JT-B: Yes, I’m afraid it is. And in relation to looking at a work and needing to connect with another person’s experience of seeing a work, this lets me go back with new eyes even though I know they are going to keep failing me. So then it becomes a praxis. Earlier, we talked about how art maybe couldn’t really do anything, but that’s the one thing it does constantly for me.
RH: And it’s generative.
RH: I relate to that.
KH: When you say “that” is what art constantly does, what is “that”?
JT-B: It is keeping me in relation to others. Both to those who are here and to those who are a part of histories. So it becomes this cycle of constant reevaluation of what I’m experiencing.
KH: What you’re both talking about is vision and how it operates. Rachel, you just said that by narrowing the focus to red, yellow, and blue, more windows paradoxically open. By making it hard to know everything, Bob was pointing to that impossibility and to vision as fugitive. Vision is really a time-based medium. Vision is historicized. There is a science to it, but it’s not an ultimate truth.
RH: I was thinking of that a lot, and Jeremy, it’s great to hear you talk about how art prompts the experience of being in relation. Everyone experiences color differently as it gets personalized in relation to experience. I imagine stop signs are printed the same color red everywhere, but you see them at different times of day, and therefore they look different. Or you might see it at night through your windshield in a snowstorm, and you might think, “That’s a red stop sign,” but you might just be seeing a blur of snow.
KH: If you pay attention to art and are open to the experiences it offers, you actually learn how to metabolize that instability, uncertainty, and ambiguity to tame the anxiety. Maybe that’s also what Bob’s invitation is about.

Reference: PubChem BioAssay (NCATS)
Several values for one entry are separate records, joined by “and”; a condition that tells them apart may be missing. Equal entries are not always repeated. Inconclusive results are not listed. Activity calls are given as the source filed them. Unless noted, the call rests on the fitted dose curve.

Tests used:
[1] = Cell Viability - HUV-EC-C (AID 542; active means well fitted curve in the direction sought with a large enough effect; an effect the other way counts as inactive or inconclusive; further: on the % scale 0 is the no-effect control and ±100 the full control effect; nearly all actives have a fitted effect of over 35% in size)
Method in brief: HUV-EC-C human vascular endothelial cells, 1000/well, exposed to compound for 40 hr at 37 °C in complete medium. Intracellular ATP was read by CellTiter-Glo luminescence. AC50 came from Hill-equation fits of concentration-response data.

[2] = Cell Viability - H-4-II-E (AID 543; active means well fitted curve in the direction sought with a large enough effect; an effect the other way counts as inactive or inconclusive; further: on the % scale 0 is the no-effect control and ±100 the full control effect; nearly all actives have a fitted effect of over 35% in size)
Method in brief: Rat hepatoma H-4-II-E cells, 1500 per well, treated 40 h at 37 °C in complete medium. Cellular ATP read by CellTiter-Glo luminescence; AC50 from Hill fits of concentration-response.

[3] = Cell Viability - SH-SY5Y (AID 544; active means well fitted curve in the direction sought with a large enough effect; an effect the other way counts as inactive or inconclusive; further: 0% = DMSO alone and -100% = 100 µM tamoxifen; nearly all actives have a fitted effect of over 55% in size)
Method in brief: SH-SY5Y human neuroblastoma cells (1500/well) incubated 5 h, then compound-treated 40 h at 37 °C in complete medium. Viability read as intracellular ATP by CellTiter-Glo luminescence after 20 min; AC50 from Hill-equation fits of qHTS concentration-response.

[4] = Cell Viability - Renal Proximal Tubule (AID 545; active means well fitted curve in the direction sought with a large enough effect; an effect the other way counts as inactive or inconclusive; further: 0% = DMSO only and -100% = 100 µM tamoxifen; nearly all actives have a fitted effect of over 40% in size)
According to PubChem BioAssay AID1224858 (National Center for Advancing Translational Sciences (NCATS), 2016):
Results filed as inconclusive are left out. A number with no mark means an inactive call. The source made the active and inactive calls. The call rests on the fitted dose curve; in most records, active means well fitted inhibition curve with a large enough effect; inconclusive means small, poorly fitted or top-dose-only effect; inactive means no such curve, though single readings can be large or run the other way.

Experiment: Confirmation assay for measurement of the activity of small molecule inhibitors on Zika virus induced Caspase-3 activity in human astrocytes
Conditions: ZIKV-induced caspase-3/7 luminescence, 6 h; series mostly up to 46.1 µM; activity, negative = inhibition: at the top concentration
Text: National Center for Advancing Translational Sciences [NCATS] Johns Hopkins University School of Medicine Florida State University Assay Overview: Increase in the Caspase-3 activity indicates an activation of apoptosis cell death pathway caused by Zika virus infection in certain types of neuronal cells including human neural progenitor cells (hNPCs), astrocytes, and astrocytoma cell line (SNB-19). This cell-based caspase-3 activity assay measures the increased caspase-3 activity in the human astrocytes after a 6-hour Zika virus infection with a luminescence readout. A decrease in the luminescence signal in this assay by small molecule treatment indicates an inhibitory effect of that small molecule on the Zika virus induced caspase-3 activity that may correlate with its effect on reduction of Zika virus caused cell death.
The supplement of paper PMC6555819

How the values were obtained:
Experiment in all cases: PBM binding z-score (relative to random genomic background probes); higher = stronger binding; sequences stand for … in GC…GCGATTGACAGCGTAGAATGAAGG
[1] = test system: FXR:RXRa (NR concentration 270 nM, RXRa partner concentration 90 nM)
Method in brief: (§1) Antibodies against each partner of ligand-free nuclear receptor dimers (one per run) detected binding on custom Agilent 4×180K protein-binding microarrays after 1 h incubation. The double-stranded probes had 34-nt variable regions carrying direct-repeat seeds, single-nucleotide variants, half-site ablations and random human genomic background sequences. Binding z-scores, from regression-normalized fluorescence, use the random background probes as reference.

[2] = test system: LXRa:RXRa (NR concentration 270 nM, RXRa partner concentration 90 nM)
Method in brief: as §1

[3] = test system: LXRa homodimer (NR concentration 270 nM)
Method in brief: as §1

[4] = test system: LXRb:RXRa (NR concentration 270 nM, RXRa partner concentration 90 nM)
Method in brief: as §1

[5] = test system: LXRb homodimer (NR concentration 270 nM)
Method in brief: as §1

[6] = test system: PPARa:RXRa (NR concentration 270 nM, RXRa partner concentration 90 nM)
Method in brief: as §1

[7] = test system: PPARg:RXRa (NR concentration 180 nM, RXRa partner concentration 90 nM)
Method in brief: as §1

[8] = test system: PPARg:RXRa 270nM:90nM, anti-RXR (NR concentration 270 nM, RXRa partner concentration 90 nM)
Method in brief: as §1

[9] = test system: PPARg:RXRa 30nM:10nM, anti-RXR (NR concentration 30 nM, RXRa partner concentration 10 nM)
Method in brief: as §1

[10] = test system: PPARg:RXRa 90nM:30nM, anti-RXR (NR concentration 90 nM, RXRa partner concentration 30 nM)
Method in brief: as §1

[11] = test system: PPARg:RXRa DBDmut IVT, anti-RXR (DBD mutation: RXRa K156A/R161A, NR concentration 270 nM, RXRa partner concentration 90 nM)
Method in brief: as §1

DW: Nothing was certain for Bob. Certainty wasn’t useful. Concealing and revealing are constants in Bob’s work.
RH: I want to go back to this thing of using what’s there and what’s available. Sometimes it’s very hard to know when you see an artwork, how it was made. There’s this traditional fetishization about craft, time, and labor. But since artists also outsource labor, it’s kind of irrelevant to think about it as a hierarchical way of looking at art. Does it matter if someone has talent or skill? So there’s also a whole thing about Rauschenberg that I’ve always loved, his freestyle with materials, maybe it’s not de-skilling as much as mis-skilling.
DW: Bob loved doing something he didn’t know how to do and always wanted to outrun his own proficiency. So when he got good at something, he moved on.
KH: I hate the word de-skilling because I actually think it is often inaccurate. For example, in Yvonne Rainer’s 1965 Parts of Some Sextets—Bob danced in the original—that Performa recently helped her recreate, we watched our friend Nick Mauss perform in it—he’s an artist who happens to be very knowledgeable about dance but is not a dancer. The rehearsals were so arduous for him. You could certainly see the difference between Nick and an experienced dancer; when I was watching, I could see him hesitating for a nanosecond before making his next move in a way that I didn’t see in the trained dancers’ steps. But Yvonne wasn’t all that interested in de-skilling, and the amateur dancers actually became more skilled.